Bridging Life and Death

Name team member 1: Coco van Weelden

Nationality: Dutch

Company: van Weelden de Wilde


Name team member 2: Paul de Wilde

Nationality: Dutch

Company: van Weelden de Wilde


Bridging life and death

An offering to acceptance






Bridging life and death‘ critically reacts on our seemingly forgotten relationship between life and death. It symbolically closes the gap with an architectural gesture that naturally has the ability to connect: a cemetery bridge in the vibrant heart of London. The cemetery challenges the notion of merely housing the dead, by spiritually guiding the visitor towards acceptance.


Emotions make us mere human and at times of great loss, we grief. Bringing oneself back to the world of the living requires going through an emotional journey through 5 phases of grief: depression, isolation, negotiation, anger, and acceptance. The bridge offers each phase a spatial translation.


The following text describes the experience of the rituals around the first phase of the journey: depression.

By boat we cross the river towards the cylindrical column. We immerse the world of the dead. High interior walls covered with a continuous grid of urns surround the central arena where the service takes place. After the ceremony we circle the slope and pay our final tribute when we cover the urn with dozens of gold leaves. For him the journey has come to an end. For us it marks the beginning of our journey towards acceptance.



Minquan Wang China Kohn Pedersen Fox Associates
Xiyao Wang China Kohn Pedersen Fox Associates


Monument of Everyone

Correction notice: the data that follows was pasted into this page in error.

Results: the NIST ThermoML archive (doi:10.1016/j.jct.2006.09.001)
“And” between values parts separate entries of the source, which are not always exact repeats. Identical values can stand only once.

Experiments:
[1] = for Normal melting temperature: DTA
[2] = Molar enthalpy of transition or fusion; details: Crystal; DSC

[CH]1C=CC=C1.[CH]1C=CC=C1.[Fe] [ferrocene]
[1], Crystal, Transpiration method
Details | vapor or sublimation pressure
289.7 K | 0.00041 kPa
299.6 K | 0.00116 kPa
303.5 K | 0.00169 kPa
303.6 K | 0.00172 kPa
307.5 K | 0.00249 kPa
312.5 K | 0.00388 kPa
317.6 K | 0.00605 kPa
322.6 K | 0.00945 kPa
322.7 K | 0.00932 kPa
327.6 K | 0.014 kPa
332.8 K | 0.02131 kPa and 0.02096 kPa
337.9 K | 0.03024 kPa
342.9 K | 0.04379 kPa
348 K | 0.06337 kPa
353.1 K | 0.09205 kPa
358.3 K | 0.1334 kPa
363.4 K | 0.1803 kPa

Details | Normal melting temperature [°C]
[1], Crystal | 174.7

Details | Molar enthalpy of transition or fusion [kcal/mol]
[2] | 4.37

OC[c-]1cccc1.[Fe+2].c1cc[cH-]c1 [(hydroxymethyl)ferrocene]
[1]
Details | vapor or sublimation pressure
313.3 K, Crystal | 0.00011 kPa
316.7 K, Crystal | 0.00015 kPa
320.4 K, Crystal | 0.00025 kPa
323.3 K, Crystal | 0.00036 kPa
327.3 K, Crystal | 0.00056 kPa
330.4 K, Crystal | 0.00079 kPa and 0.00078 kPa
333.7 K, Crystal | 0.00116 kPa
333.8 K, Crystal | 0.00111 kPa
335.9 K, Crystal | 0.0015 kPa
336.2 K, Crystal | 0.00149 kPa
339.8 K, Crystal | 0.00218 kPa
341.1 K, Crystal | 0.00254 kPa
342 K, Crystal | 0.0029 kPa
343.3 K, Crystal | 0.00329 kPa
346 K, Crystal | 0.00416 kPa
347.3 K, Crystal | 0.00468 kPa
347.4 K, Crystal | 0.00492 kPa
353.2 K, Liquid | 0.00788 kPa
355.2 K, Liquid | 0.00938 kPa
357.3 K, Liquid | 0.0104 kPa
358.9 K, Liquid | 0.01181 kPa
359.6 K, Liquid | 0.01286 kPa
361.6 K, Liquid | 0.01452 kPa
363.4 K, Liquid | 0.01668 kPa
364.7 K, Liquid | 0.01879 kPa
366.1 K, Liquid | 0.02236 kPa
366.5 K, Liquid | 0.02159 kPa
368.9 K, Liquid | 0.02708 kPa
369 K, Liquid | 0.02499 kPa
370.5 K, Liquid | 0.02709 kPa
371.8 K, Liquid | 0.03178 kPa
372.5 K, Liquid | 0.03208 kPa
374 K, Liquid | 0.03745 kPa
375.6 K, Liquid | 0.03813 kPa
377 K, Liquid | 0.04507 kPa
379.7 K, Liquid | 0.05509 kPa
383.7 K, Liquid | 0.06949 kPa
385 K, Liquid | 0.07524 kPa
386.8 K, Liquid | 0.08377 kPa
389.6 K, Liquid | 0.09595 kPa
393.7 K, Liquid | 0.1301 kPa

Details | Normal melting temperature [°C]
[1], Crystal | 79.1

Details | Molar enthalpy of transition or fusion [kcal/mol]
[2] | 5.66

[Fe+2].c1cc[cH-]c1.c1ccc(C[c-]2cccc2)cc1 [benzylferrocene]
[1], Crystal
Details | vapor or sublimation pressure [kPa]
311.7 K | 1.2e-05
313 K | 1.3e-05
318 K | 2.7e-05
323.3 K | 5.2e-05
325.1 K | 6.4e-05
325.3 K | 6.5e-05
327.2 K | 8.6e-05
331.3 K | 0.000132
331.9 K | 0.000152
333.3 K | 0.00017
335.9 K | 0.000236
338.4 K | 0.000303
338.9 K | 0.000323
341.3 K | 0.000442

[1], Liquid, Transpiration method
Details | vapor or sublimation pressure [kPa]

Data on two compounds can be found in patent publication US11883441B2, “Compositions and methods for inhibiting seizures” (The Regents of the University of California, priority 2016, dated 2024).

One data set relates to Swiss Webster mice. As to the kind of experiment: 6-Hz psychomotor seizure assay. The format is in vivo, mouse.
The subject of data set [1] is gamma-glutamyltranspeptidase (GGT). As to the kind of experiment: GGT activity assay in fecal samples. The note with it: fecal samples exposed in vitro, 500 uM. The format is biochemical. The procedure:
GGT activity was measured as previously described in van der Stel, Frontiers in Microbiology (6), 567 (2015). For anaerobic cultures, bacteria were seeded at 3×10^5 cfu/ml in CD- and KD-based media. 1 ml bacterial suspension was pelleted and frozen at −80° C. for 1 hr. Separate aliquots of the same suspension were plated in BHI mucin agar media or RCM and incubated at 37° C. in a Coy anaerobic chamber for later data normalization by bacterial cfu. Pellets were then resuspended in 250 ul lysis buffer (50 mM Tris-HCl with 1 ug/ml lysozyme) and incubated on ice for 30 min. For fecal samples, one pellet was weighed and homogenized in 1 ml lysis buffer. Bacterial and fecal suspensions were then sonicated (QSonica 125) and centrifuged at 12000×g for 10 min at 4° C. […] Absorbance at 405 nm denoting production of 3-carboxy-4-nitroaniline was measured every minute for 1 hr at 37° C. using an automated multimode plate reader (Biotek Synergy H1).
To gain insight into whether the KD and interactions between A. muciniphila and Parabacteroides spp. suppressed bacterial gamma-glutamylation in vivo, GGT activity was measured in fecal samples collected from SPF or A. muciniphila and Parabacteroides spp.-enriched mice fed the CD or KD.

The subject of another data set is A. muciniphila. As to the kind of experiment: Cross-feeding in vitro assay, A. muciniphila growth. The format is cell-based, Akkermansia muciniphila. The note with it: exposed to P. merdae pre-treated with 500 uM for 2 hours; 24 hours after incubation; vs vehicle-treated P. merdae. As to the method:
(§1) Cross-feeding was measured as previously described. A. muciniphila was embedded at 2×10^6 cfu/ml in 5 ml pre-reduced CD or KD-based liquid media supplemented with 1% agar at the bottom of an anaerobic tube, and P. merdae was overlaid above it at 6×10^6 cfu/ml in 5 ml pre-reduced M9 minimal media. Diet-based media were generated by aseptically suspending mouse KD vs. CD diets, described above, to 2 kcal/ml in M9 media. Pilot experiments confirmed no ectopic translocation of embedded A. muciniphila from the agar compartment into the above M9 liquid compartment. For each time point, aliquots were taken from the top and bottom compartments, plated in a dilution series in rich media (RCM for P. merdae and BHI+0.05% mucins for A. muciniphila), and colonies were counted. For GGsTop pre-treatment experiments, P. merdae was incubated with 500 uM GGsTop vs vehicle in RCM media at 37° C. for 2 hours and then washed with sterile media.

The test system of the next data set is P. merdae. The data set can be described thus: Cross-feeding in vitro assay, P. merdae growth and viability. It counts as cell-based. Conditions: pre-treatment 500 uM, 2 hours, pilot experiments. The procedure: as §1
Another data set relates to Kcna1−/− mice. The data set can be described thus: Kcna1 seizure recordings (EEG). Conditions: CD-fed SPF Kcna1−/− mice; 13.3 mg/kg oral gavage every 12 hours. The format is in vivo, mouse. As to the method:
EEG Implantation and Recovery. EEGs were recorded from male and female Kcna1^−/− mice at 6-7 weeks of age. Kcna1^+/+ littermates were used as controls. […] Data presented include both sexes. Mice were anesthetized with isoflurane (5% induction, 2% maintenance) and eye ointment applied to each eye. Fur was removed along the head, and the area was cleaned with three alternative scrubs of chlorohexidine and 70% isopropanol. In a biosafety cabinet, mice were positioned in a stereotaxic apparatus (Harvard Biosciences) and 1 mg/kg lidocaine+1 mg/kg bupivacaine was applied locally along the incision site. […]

Chongqing People’s Square Memory Depository


#possession #identity #zeitgeist #sharingmemory #coexist


Dear Madame,


We are sorry for your loss.


While we share your grief for the passing of your husband, we feel obliged to write in confirmation of his enrollment in the Chongqing Memory Depository project, to which he applied on Aug 21, 2037 with you as his designated fiduciary.


The Depository issues each applicant a container measured 2000x1000x700, as a storage unit of one’s chosen personal belongings. The applicant would curate his selection for what he holds dear, and what he wishes to be remembered with.


Compared to earth burial, we believe this to be a humane alternative to retain the identity of the deceased, and to share his story with the city. The Archive will exhibit the storage units of participants passing during the latest five-year period, with random rotation, on the surface of People’s Square. Your husband’s life will become part of the city’s collective image for everyone to reflect upon.


After the exhibition period, your husband’s storage unit will be delivered to the storage levels underground by his passing date. To revisit his unit in the private memorial space along the Square’s axis, please make a reservation at:


Sincere condolences,


Chongqing Memory Depository


Aug 31, 2044

Light After Life

TITLE:            Light After Life

Subtitle:         individual legacy amidst collective constellations


Hashtags:      #mourninglights #deathinalivingcity #memoryconstellation #enduringenergycycles #enlightenedremembrance




Our bodies are one temporary form within enduring energy cycles.